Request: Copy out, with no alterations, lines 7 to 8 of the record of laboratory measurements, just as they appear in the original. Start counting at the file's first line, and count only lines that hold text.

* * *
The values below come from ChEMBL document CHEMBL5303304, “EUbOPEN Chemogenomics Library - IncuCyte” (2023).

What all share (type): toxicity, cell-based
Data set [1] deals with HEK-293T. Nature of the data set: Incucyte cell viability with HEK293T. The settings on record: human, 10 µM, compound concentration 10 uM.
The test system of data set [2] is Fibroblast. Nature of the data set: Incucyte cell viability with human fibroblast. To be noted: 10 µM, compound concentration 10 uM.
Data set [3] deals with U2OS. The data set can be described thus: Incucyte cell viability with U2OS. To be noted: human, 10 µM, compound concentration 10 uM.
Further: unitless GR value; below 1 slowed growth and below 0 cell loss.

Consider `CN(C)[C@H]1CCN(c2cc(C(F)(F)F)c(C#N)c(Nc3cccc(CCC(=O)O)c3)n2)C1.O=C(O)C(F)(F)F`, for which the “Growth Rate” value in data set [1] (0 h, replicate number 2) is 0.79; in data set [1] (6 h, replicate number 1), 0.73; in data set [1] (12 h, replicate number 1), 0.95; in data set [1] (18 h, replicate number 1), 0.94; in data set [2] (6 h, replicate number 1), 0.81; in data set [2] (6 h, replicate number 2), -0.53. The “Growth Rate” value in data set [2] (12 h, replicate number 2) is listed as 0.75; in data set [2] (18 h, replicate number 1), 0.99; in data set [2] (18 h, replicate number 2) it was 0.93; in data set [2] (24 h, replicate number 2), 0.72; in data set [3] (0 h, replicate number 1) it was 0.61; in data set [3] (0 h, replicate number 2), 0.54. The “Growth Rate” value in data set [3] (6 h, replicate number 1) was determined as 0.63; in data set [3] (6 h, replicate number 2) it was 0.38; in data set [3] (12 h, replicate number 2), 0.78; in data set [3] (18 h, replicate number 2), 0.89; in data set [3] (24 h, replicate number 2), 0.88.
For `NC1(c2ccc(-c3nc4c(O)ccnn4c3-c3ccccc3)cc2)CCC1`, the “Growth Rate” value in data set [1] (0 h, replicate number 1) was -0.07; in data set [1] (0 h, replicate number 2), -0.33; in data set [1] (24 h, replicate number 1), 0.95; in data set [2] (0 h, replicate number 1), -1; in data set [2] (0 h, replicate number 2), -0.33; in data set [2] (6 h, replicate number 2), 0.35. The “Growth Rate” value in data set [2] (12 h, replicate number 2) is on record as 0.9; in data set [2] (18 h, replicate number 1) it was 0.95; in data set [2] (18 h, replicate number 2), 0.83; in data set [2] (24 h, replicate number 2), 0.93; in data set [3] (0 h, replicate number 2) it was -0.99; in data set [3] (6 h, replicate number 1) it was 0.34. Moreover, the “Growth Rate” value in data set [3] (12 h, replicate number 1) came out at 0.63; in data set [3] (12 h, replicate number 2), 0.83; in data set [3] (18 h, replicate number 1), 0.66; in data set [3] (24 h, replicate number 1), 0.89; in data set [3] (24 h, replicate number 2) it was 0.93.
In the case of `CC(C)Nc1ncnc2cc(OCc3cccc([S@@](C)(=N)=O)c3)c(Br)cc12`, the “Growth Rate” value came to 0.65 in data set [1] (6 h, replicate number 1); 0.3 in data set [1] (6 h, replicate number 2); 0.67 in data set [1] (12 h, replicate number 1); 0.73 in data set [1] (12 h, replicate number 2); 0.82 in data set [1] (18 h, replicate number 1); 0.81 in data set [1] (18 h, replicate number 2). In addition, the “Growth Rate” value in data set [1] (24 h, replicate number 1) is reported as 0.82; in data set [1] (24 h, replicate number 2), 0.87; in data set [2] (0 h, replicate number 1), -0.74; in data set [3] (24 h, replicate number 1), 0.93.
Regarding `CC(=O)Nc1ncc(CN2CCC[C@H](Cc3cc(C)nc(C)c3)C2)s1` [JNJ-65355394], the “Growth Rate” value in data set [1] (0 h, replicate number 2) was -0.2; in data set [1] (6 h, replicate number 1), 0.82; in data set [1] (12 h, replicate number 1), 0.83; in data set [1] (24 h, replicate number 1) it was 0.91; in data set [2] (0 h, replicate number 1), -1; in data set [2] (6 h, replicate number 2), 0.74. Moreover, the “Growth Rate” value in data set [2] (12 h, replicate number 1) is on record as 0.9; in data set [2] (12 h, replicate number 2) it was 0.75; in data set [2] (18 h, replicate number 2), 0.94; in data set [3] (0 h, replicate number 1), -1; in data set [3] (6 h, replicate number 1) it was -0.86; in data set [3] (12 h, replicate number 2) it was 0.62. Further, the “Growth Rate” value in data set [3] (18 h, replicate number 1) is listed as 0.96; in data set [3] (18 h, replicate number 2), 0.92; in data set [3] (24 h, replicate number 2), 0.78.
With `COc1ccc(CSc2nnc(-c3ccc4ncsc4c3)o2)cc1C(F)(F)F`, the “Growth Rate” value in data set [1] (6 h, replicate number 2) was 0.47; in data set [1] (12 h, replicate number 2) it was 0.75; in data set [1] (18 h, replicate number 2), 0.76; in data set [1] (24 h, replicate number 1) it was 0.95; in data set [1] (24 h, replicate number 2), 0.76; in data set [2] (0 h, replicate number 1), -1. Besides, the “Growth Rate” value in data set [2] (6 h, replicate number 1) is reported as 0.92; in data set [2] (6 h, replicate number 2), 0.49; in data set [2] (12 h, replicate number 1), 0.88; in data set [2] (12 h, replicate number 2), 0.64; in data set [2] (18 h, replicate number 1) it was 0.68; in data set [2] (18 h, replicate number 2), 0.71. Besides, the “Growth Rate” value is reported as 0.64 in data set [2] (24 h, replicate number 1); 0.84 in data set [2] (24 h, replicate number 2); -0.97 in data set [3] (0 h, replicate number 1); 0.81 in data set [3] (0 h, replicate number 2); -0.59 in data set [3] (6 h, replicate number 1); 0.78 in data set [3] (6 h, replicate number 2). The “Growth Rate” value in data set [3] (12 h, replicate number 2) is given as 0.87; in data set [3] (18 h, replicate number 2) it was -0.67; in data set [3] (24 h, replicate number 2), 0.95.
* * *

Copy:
Consider `CN(C)[C@H]1CCN(c2cc(C(F)(F)F)c(C#N)c(Nc3cccc(CCC(=O)O)c3)n2)C1.O=C(O)C(F)(F)F`, for which the “Growth Rate” value in data set [1] (0 h, replicate number 2) is 0.79; in data set [1] (6 h, replicate number 1), 0.73; in data set [1] (12 h, replicate number 1), 0.95; in data set [1] (18 h, replicate number 1), 0.94; in data set [2] (6 h, replicate number 1), 0.81; in data set [2] (6 h, replicate number 2), -0.53. The “Growth Rate” value in data set [2] (12 h, replicate number 2) is listed as 0.75; in data set [2] (18 h, replicate number 1), 0.99; in data set [2] (18 h, replicate number 2) it was 0.93; in data set [2] (24 h, replicate number 2), 0.72; in data set [3] (0 h, replicate number 1) it was 0.61; in data set [3] (0 h, replicate number 2), 0.54. The “Growth Rate” value in data set [3] (6 h, replicate number 1) was determined as 0.63; in data set [3] (6 h, replicate number 2) it was 0.38; in data set [3] (12 h, replicate number 2), 0.78; in data set [3] (18 h, replicate number 2), 0.89; in data set [3] (24 h, replicate number 2), 0.88.
For `NC1(c2ccc(-c3nc4c(O)ccnn4c3-c3ccccc3)cc2)CCC1`, the “Growth Rate” value in data set [1] (0 h, replicate number 1) was -0.07; in data set [1] (0 h, replicate number 2), -0.33; in data set [1] (24 h, replicate number 1), 0.95; in data set [2] (0 h, replicate number 1), -1; in data set [2] (0 h, replicate number 2), -0.33; in data set [2] (6 h, replicate number 2), 0.35. The “Growth Rate” value in data set [2] (12 h, replicate number 2) is on record as 0.9; in data set [2] (18 h, replicate number 1) it was 0.95; in data set [2] (18 h, replicate number 2), 0.83; in data set [2] (24 h, replicate number 2), 0.93; in data set [3] (0 h, replicate number 2) it was -0.99; in data set [3] (6 h, replicate number 1) it was 0.34. Moreover, the “Growth Rate” value in data set [3] (12 h, replicate number 1) came out at 0.63; in data set [3] (12 h, replicate number 2), 0.83; in data set [3] (18 h, replicate number 1), 0.66; in data set [3] (24 h, replicate number 1), 0.89; in data set [3] (24 h, replicate number 2) it was 0.93.